Nigeria’s Muhammadu Buhari is confident that it’s a job well done, as his near decade-long presidency draws to a close.
In responses to questions from Bloomberg News, he said security has improved, infrastructure has expanded and a controversial policy of limiting imports has bolstered local production and made the economy more resilient.
Many may disagree.
Yes, the Boko Haram Islamist militants have been beaten back. But they have largely been supplanted by an equally threatening group that’s affiliated with Islamic State.
Kidnapping, massacres and rampant criminality have made parts of northern Nigeria no-go areas, isolating millions from the rest of the country. Add to that a resurgent separatist insurrection in the southeast, and security is the worst it’s been in decades.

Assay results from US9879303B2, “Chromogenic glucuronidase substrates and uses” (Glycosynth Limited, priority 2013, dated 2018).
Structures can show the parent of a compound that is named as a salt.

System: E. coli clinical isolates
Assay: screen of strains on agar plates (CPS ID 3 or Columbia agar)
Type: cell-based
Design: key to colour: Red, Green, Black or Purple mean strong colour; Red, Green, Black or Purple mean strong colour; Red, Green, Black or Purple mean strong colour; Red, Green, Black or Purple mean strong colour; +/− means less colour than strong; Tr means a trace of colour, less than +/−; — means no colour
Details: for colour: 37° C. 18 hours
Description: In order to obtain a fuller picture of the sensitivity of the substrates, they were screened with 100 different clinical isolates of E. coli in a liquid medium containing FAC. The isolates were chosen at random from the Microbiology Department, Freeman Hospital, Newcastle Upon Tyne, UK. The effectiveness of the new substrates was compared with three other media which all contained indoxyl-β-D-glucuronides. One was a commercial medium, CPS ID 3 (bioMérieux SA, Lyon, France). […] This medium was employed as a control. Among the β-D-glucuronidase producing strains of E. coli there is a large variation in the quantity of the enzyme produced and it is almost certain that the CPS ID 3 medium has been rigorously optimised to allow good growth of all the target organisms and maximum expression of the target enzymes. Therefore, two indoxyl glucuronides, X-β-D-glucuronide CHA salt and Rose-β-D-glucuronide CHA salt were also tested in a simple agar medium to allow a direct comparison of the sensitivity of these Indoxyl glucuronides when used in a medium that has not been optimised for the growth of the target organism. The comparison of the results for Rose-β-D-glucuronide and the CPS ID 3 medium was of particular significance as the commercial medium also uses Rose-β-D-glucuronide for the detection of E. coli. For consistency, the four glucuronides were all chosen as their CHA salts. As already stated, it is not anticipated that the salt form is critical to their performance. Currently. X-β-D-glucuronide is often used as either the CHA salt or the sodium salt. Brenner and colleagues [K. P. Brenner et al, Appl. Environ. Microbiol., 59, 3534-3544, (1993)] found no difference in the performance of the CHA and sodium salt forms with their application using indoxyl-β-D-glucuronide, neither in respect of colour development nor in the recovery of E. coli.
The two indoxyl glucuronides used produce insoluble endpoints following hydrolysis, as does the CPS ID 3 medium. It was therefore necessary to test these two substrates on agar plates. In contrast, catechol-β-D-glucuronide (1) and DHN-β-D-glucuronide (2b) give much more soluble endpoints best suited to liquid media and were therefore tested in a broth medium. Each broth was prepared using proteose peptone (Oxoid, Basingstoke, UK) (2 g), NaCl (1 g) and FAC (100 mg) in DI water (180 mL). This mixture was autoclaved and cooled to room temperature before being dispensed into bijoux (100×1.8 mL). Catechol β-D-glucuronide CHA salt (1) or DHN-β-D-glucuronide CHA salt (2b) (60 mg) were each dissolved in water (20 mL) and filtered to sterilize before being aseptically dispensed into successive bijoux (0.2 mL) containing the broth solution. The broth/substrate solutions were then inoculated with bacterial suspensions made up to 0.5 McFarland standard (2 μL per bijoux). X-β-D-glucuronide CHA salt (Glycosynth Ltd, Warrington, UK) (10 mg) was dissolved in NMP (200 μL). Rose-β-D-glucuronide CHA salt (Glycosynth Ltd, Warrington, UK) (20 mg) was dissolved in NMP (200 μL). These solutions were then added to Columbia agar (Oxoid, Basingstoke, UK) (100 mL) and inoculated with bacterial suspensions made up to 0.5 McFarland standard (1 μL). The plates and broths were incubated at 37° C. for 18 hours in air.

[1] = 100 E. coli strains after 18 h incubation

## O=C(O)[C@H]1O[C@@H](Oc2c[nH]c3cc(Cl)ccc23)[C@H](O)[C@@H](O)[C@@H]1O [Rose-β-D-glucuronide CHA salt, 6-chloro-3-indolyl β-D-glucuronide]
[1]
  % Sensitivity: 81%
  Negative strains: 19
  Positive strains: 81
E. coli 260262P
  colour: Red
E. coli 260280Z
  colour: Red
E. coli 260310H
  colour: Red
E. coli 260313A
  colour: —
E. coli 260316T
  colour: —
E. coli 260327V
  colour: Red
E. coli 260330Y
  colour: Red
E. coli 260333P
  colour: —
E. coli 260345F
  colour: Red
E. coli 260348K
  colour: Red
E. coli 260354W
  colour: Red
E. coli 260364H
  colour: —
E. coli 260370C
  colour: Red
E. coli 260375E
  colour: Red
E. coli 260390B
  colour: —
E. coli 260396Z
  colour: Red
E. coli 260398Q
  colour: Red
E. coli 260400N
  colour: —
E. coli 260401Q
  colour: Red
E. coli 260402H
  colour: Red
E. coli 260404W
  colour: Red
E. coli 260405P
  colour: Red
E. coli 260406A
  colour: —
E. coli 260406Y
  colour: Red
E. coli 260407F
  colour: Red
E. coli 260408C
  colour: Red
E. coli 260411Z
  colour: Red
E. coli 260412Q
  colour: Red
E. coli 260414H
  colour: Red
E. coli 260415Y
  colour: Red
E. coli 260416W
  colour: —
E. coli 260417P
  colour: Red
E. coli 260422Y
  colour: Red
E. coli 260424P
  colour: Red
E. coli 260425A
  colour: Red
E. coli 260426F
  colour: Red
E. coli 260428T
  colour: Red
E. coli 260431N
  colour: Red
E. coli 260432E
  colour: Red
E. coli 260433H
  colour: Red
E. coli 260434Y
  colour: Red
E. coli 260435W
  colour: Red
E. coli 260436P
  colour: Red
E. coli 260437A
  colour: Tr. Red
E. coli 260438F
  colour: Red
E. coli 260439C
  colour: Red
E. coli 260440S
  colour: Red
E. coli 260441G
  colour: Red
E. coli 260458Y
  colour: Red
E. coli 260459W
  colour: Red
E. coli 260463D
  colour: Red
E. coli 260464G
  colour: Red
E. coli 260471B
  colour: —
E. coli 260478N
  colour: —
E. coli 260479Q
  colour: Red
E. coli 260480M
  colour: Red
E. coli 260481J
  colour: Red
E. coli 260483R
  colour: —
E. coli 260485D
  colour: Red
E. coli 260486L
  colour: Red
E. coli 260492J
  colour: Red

Muhammadu Buhari. Photographer: Michael Nagle/Bloomberg
Buhari’s policies such as import curbs have spurred inflation as they limit supplies of some goods, yet manufacturing is still inadequate. The country produces way less power than it needs and imports gasoline despite being Africa’s biggest oil producer.
Debt repayments eat up almost all of government revenue and the naira has plummeted to repeated lows during Buhari’s time in office.
Nigeria is home to more extremely poor people than any other country, according to a United Nations measure, and the unemployment rate has surged to among the world’s highest.
The outgoing president may be satisfied with his performance but it’s unlikely that most Nigerians, millions of whom have slipped into poverty in recent years, are.
Whoever succeeds the one-time military ruler next year has their work cut out.